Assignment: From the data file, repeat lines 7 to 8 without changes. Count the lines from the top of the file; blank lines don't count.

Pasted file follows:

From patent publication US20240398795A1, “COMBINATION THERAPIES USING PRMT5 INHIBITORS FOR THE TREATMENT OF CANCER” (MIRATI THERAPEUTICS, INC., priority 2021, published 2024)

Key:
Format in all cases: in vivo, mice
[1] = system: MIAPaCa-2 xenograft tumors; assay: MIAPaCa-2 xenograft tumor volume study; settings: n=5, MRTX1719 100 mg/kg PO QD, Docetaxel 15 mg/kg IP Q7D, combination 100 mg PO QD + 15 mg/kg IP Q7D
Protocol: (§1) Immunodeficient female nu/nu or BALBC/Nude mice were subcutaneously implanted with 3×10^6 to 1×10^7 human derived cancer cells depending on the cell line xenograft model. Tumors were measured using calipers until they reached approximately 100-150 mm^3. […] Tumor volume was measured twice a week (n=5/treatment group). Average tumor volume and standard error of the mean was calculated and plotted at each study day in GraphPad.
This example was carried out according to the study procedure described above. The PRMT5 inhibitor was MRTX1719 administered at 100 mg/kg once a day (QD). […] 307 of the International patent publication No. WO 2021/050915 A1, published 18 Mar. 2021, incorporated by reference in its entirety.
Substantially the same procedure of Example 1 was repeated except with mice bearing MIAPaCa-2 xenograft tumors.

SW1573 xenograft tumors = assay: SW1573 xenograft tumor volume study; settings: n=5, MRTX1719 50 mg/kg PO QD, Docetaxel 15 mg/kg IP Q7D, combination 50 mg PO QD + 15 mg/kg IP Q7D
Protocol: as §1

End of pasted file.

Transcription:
Substantially the same procedure of Example 1 was repeated except with mice bearing MIAPaCa-2 xenograft tumors.

SW1573 xenograft tumors = assay: SW1573 xenograft tumor volume study; settings: n=5, MRTX1719 50 mg/kg PO QD, Docetaxel 15 mg/kg IP Q7D, combination 50 mg PO QD + 15 mg/kg IP Q7D